GSP details ‘chess game’ negotiations with UFC that earned him ‘several million dollars’

Nate Diaz gave some pretty interesting advice to Leon Edwards after their five-rounder on Saturday at UFC 263. “Don’t let those mothers tell you you ain’t shit. Name your price or they will name it for you.

Tactics like these can work for some fighters. Back when he was an active competitor, Georges St-Pierre also used a similar strategy to negotiate his contract.

Now retired, St-Pierre, 40, recently wrote a guest article for Wealthsimple Magazine titled The UFC won’t pay you fairly unless you do them. Here he described negotiations with his former employer as a “game of chess” that you have to play strategically.

In mixed martial arts (MMA), we don’t have an association to protect fighters like basketball, hockey, or baseball players do. There is no union in the fighting game. So for us in MMA, negotiations can become like a game of chess.

It was 2008, two fights after I became UFC world champion, and my contract with the UFC was about to end. Other organizations wanted to have me as a poster boy and the UFC knew it. So, like a poker bluff, we said, “We don’t want to re-sign before the fight, we just want to finish the contract.”

We took a big risk. Because it’s like a scholarship. Your stock can go up if you succeed, but it can also go down if you lose. But that’s what we decided to do. I always believed in myself, so we took the big risk.

St-Pierre revealed he only earned $9,000 from his UFC 50 title fight against Matt Hughes. With a $9,000/$9,000 show-win contract, he only won half of it after losing the fight via first-round submission.

But as he rose through the ranks and slowly built his name, “GSP” had more weight on his side. And like any star athlete would, he used it to his advantage.

So after winning the championship in 2008, I took a big bet on myself and told the UFC I wasn’t going to re-sign with them. And then the day before my fight with Jon Fitch, the UFC came back with a crazy big contract because they didn’t want me to become a free agent.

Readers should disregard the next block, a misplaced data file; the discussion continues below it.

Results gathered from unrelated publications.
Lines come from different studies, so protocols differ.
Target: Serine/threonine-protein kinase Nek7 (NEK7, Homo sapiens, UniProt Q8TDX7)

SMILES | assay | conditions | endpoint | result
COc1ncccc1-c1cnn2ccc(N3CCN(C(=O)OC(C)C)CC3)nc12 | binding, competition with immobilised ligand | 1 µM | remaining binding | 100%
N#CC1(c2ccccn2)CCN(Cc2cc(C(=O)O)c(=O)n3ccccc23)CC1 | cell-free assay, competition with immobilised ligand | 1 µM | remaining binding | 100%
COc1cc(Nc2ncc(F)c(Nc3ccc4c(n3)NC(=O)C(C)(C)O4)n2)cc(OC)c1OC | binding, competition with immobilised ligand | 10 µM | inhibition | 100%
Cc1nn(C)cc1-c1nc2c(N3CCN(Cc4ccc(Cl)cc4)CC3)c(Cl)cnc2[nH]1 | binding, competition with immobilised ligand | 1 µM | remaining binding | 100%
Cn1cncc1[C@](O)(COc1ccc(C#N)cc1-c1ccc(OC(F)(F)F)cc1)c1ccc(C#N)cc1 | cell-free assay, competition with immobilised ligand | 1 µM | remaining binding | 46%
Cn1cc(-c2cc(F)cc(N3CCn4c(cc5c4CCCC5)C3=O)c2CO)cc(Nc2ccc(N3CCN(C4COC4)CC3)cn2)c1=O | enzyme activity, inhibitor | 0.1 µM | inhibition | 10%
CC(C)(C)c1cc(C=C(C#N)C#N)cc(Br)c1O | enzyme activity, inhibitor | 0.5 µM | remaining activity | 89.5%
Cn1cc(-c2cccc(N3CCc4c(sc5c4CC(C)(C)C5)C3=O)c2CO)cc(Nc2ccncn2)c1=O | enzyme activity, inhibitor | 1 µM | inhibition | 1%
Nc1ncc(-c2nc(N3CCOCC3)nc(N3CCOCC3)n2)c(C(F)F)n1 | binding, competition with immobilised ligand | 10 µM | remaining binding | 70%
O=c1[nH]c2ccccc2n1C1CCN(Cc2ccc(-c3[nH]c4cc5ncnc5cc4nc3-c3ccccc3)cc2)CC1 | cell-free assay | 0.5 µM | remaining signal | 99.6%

Did you read that I made $400,000 a game? No. I did a lot more than that. A parcel more than that. Millions. When I was at the height of my career, I was earning several million dollars. Because you not only get the cash to show and the cash to earn, but you also get a percentage of the portal and pay-per-view – portal and pay-per-view is where the real money is .

That’s how fighters make their money. But you must have the power to negotiate these terms. I had a lot of success so I was able to demand that extra money.

After nine consecutive title defenses as the undisputed UFC welterweight champion, St-Pierre went on hiatus in 2013 out of disgust at the “performance enhancement problem” of the time.

After USADA intervention a few years later, St-Pierre decided to return. But this time he wanted a different challenge for a much bigger paycheck.

I didn’t want to come back to fight for the same title. I wanted to write history and do something different. So I challenged Michael Bisping, the champion in a heavier weight class.

I came back mainly for my own sense of accomplishment, but of course the money was there. There are a lot of people buried in the desert for far less than what I earned for this fight, my friend.

For the fight with Michael Bisping, with pay-per-view, sponsorship and all that, I made about $10 million. Then in 2019, I came out. I am very lucky and very privileged to have finished first.

The reality is that most fighters end up broke and broke. They stay there too long. They suffer brain damage. They go bankrupt. I am very healthy and I am rich. It’s very rare to find someone who hangs up his gloves and finishes on top like that.

Unfortunately, what may work for both St-Pierre and Diaz may not work for everyone. Not even for longtime former champions.

As for St-Pierre, he still clashes with the UFC. The company recently dismissed his supposed boxing match with Oscar De La Hoya, which he said was for charity.

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